How often do you delete your temp Internet files & cookies?
by ahouse86 - 7/7/06 4:59 AM
I usually delete tmp files and cookies at least weekly. If I have used the Net heavily, I ofyen do a clean up right after a session.
I use both Mozilla Firefox and Internet Explorer, and use the cleanup tools provided in both programs. I also use free programs called RegClean and CCleaner. I also perform disk maintenance and disk cleanup using the tools included in Windows98 and Windows XP. I work as a consultant, and have found that many clients don't take the time to do these tasks, so I discovered several wys to automate them during a nightly backup or maintenance routines.
In Windows98, you can schedule disk maintenance including file deletions, a scandisk and defrag using the included tools under Programs>Accessories>System Tools>Mainteance Wizard. The wizrd allows you to schedule these maintenance tasks on any schedule.
Windows 2000 and Windows XP do not have the Maintenance Wizard (at least that I can find), so my solution is to put calls to these programs in a batch or cmd file, and then schedule that command file to run using the built in scheduler in those operating systems. Various maintenance programs can run automatically using switches built into the program. To view the switches available for any program, type the program name, a space and thecharacters /?. You can also find information about these command line switches using the help function in Windows.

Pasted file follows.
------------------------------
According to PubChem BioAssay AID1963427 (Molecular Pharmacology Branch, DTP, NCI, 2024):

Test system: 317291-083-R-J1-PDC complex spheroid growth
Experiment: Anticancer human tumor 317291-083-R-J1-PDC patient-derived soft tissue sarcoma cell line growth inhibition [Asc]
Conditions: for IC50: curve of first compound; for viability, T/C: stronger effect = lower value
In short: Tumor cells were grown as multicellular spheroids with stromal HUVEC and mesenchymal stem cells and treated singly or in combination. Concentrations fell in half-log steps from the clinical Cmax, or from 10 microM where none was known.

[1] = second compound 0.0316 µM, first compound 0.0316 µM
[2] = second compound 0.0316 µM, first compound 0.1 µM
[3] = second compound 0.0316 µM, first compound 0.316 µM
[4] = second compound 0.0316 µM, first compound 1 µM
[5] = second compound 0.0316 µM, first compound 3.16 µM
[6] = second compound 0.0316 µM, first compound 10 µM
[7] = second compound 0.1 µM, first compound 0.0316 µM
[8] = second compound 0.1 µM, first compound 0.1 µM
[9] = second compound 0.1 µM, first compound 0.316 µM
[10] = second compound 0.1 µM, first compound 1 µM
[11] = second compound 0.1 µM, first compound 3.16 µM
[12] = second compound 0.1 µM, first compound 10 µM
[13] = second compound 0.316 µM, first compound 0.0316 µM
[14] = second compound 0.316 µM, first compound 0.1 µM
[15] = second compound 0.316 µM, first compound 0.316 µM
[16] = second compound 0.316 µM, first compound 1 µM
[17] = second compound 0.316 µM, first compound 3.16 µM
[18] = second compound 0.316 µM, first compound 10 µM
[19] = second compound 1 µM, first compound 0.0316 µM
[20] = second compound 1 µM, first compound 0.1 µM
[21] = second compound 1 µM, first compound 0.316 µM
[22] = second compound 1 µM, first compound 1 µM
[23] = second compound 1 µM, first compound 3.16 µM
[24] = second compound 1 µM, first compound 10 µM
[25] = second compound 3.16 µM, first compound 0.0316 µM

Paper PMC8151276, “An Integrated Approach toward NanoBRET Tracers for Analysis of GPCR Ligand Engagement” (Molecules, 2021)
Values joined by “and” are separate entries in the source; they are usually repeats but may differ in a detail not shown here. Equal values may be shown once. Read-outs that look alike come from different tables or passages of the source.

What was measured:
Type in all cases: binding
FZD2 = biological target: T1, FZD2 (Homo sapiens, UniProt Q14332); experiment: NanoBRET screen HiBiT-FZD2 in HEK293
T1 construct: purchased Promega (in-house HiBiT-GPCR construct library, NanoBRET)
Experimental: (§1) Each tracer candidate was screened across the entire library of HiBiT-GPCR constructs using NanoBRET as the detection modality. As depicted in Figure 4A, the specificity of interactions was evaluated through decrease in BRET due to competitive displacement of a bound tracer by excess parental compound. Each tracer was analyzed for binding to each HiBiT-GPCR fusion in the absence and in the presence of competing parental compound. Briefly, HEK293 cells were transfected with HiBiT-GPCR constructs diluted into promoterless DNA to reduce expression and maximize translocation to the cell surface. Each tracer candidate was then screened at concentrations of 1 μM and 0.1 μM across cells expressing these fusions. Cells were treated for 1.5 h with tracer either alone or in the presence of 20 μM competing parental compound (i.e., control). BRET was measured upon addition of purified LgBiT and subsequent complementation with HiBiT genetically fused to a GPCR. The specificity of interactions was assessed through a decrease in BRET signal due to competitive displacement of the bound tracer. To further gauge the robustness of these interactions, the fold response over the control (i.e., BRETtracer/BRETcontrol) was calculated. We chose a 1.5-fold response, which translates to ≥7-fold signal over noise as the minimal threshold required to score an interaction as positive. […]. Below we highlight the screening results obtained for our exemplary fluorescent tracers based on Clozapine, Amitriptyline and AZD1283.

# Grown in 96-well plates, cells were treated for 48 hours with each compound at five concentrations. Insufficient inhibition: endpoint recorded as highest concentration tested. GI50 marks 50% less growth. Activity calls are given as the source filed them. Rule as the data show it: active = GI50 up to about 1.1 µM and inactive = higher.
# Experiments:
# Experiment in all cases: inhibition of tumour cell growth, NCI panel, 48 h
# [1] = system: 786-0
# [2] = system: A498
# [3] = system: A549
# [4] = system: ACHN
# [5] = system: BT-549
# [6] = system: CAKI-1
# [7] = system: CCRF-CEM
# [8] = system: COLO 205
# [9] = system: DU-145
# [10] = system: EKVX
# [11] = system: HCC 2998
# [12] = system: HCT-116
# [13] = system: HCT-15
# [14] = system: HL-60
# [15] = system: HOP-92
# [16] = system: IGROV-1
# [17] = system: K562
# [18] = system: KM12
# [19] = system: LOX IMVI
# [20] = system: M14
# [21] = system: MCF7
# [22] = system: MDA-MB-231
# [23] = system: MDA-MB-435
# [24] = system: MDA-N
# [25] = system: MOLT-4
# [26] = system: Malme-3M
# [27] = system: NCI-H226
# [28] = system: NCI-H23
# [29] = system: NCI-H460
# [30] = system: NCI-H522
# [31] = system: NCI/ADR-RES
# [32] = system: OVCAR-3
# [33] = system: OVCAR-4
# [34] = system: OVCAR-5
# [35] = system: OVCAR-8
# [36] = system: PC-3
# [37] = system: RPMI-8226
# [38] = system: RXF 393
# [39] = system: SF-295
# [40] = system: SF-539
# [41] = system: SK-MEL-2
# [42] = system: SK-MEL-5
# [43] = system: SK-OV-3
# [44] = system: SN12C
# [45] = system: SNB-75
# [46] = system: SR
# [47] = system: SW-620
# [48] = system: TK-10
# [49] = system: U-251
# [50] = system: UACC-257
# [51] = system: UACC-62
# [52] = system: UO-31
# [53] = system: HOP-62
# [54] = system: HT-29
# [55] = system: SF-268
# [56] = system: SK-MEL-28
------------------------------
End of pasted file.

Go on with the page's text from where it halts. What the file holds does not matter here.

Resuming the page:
Finally, I use Adaware and SpyBot Search and Destroy on a regular basis as well. Both are free programs and are updated regularly. I have used both programs to clean infected computers that were seriously crippled. They have saved many a 'wipe and reload'.
You can also turn off the cookie feature in your browser. This can be a hassle at some web sites, but will prevent you from acquiring these files in the first place. I have one client with several servers who is so serious about security that they stop doing business with one of the common carrier trucking companies that required them to accept cookies. The carrier required that they turn on the ability to accept cookies and my client refused, costing the carrier thousands of dollars in freight business on a monthly basis. Some folks take security seriously!